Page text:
Putin media aide seeks to play down Medvedev row

22nd March 2011, Comments 0 comments

Vladimir Putin's spokesman on Tuesday played down the Russian premier's public row with President Dmitry Medvedev over the Libya conflict, saying that Putin was only expressing his personal views.

Himself saying that he was only voicing his private opinion, Putin on Monday unleashed a furious verbal attack on last week's UN resolution allowing military action on Libya, comparing it to a "medieval call to crusade".

Russia's prime minister is widely seen as the country's de facto leader, with some analysts predicting Putin's return to the Kremlin as president in next year's elections.

But Medvedev took the rare step of publicly contradicting his mentor, using a hastily-convened briefing at his residence outside Moscow to call the comments unacceptable.

"Under no circumstances is it acceptable to use expressions which essentially lead to a clash of civilisations. Such as 'crusade' and so on," Medvedev said.

Some analysts said the spat marked the start of Russia's presidential election campaign, even though both men have vowed not to run against each other and decide privately on a single candidate.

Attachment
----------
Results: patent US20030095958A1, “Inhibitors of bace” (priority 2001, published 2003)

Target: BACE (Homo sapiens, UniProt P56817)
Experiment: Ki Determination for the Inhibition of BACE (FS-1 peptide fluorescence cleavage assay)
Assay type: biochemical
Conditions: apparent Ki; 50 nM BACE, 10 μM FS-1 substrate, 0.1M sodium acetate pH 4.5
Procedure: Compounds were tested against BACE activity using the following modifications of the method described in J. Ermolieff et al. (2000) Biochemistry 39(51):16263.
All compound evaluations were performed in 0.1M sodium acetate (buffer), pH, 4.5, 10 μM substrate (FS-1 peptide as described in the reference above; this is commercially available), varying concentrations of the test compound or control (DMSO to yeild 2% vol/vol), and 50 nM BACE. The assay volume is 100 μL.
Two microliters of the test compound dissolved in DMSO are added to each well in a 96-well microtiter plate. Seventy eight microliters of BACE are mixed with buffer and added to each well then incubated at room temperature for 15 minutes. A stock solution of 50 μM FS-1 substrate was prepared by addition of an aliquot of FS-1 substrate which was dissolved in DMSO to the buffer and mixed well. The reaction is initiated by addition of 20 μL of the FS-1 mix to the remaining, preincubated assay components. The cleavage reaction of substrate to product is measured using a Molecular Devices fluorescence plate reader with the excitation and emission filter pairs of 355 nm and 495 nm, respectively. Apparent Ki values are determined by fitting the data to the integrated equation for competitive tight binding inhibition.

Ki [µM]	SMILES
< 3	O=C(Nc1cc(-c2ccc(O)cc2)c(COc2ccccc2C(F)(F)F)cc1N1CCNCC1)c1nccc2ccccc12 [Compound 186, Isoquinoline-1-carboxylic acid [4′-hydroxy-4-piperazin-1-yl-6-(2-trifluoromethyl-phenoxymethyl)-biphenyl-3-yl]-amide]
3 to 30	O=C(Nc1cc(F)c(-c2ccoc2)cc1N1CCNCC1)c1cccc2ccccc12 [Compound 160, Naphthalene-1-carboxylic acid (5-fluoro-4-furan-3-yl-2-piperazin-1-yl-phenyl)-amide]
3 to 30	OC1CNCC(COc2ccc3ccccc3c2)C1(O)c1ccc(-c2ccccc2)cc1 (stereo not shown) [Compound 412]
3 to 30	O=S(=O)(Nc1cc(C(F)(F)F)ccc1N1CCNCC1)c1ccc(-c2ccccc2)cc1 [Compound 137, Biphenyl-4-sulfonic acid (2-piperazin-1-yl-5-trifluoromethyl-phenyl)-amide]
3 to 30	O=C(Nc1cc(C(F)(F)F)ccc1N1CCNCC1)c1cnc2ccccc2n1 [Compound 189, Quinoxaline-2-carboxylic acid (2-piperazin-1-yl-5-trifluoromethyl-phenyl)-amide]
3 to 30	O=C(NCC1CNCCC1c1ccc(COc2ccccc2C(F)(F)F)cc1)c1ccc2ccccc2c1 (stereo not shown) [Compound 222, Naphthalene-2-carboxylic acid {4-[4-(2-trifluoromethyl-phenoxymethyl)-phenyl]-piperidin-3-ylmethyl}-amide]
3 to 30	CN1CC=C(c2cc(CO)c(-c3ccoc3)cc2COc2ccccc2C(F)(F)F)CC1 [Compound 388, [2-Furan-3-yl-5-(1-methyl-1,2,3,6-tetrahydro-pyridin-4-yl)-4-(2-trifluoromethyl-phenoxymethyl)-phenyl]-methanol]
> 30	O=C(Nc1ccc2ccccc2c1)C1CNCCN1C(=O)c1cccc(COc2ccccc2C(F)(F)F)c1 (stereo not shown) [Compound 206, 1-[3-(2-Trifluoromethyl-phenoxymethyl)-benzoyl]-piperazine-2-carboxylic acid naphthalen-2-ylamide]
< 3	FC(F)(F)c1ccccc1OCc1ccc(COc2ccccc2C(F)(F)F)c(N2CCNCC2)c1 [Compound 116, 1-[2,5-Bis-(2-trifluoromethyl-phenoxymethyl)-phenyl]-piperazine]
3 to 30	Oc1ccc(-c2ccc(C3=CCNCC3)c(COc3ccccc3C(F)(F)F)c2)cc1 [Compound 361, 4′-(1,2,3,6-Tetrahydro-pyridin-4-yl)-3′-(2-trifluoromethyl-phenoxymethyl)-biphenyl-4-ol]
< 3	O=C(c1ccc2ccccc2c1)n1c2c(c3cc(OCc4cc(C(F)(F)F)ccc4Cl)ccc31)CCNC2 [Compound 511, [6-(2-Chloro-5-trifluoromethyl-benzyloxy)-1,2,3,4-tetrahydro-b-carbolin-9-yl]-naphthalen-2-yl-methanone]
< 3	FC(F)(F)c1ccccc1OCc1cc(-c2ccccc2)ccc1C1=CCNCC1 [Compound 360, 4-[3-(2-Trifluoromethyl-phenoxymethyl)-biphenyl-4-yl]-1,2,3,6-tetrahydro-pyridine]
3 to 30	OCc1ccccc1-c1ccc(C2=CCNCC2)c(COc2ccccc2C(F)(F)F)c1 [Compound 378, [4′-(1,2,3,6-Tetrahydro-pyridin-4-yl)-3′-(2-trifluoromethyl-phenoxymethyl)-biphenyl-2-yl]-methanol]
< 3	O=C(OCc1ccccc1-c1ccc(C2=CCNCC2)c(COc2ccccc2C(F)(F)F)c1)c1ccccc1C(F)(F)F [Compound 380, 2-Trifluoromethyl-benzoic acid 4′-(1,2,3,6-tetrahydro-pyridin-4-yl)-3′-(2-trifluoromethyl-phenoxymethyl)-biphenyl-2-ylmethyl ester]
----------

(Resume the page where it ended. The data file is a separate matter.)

But Putin's top spokesman brushed off the suggestion, saying that Medvedev's word was final when it came to foreign policy issues.

"The prime minister's assessment is nothing but his personal point of view," spokesman Dmitry Peskov told Russian news agencies during Putin's visit to Ljubljana.

"Meanwhile, the assessment declared by the head of state is the single official position of the Russian Federation, which everyone supports."

Some sources quoted by the Russian media, however, said that Putin was genuinely displeased with Medvedev's position on Libya and would be using other occasions to criticise the international campaign.

A government source told the Vedomosti business daily that Russia's position on Libya needed to be "corrected" and indicated that Putin would speak out again while on this week's visit to Serbia and Slovenia.

© 2011 AFP

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